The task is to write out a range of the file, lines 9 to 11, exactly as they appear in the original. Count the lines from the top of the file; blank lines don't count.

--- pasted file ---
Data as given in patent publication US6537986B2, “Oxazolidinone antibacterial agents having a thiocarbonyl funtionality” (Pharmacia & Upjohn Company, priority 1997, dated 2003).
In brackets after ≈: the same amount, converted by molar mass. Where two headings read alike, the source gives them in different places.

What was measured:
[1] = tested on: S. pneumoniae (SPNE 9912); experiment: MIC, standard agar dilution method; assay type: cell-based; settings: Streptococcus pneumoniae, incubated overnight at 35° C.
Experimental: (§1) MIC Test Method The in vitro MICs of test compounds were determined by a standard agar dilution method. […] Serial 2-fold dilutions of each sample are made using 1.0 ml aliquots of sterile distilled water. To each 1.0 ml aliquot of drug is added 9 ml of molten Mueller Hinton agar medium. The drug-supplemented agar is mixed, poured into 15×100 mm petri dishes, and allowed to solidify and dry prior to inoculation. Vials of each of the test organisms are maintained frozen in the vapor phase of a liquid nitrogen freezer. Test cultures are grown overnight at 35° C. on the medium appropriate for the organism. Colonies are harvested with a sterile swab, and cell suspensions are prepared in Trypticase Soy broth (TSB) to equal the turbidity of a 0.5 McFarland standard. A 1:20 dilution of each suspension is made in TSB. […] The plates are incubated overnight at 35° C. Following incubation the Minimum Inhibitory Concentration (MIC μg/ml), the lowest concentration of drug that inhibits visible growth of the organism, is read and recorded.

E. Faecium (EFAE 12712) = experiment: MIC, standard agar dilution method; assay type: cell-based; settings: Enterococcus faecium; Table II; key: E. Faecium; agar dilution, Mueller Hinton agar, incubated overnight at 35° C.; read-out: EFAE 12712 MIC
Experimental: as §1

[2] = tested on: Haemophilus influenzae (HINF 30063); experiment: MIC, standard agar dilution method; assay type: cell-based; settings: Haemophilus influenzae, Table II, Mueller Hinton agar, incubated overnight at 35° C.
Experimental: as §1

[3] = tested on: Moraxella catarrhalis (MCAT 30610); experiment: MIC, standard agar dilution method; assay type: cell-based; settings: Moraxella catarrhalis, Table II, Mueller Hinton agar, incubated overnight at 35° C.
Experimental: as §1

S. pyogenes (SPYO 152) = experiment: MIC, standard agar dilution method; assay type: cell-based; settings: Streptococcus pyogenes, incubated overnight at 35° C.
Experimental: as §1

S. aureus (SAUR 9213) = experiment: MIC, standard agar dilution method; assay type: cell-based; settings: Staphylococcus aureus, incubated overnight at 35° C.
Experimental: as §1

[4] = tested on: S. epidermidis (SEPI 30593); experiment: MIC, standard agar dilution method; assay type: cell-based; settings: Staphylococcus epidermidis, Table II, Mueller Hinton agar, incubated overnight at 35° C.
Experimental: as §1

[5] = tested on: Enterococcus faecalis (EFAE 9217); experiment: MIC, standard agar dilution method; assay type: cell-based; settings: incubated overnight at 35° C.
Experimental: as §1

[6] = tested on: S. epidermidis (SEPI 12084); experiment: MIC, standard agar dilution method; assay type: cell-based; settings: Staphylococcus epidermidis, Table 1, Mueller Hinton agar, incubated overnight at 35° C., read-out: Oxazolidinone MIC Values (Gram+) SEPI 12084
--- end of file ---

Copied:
Experimental: as §1

[3] = tested on: Moraxella catarrhalis (MCAT 30610); experiment: MIC, standard agar dilution method; assay type: cell-based; settings: Moraxella catarrhalis, Table II, Mueller Hinton agar, incubated overnight at 35° C.
Experimental: as §1